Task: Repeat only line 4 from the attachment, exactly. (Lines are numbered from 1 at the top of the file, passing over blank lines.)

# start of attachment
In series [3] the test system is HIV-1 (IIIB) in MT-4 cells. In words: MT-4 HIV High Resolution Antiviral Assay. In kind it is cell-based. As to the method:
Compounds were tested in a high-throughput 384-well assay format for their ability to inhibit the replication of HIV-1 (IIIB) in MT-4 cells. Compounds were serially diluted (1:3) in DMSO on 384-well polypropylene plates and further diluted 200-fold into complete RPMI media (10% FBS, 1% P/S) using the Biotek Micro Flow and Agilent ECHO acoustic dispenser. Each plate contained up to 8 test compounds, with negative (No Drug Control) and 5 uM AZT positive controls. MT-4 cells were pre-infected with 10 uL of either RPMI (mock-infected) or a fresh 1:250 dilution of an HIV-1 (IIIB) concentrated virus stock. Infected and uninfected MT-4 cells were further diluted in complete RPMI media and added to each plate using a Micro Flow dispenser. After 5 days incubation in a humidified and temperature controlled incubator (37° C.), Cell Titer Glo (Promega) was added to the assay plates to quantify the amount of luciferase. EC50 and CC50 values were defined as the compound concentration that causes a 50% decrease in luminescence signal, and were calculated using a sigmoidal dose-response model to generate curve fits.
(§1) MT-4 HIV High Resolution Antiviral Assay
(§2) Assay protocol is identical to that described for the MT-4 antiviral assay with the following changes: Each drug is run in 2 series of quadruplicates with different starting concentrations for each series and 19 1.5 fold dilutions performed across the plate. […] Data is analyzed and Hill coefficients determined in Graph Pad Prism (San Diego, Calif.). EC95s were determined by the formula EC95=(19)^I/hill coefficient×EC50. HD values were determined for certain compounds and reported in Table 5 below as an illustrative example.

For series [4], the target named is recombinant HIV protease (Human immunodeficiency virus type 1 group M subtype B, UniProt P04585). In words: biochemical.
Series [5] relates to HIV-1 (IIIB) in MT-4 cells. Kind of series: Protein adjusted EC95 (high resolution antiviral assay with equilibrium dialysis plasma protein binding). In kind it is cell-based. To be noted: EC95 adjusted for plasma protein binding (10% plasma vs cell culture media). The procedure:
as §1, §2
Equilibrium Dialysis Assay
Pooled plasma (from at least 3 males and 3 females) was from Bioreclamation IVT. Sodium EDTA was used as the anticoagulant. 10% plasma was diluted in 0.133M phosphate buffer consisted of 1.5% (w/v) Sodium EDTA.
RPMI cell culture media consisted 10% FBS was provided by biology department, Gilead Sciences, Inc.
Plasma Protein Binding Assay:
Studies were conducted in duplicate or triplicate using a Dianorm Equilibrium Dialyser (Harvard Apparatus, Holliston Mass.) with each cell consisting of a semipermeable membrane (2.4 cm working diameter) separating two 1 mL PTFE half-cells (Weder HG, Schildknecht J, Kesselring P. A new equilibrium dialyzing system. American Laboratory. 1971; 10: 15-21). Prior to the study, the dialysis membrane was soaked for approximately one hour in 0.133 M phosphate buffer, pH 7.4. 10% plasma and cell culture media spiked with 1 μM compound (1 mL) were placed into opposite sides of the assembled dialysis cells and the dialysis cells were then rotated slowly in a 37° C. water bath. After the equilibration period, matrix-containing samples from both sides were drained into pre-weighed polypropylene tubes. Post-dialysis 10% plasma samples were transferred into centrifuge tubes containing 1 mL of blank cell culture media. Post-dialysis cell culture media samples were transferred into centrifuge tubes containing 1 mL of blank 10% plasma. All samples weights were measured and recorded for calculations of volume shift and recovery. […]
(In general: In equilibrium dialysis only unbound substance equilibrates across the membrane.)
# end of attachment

(§2) Assay protocol is identical to that described for the MT-4 antiviral assay with the following changes: Each drug is run in 2 series of quadruplicates with different starting concentrations for each series and 19 1.5 fold dilutions performed across the plate. […] Data is analyzed and Hill coefficients determined in Graph Pad Prism (San Diego, Calif.). EC95s were determined by the formula EC95=(19)^I/hill coefficient×EC50. HD values were determined for certain compounds and reported in Table 5 below as an illustrative example.